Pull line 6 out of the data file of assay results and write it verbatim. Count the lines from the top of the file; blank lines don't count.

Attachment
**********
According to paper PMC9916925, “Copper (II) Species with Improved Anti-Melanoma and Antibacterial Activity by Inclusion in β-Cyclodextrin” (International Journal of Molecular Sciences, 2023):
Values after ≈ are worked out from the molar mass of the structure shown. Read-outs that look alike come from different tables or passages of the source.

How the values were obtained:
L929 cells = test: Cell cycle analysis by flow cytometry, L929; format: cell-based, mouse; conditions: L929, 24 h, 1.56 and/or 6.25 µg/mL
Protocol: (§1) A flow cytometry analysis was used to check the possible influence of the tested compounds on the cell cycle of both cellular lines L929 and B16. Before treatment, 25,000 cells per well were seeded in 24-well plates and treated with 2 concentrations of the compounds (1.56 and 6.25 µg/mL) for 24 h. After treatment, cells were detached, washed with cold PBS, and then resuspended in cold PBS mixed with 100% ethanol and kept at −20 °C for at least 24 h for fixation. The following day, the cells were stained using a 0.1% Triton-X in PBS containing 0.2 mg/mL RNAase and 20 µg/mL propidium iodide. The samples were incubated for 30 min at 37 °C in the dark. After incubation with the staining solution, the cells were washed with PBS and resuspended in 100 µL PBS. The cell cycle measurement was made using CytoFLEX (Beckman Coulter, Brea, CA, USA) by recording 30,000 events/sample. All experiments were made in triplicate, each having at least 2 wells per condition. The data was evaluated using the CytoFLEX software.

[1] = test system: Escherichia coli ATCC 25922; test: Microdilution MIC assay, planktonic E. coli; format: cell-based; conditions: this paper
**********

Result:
[1] = test system: Escherichia coli ATCC 25922; test: Microdilution MIC assay, planktonic E. coli; format: cell-based; conditions: this paper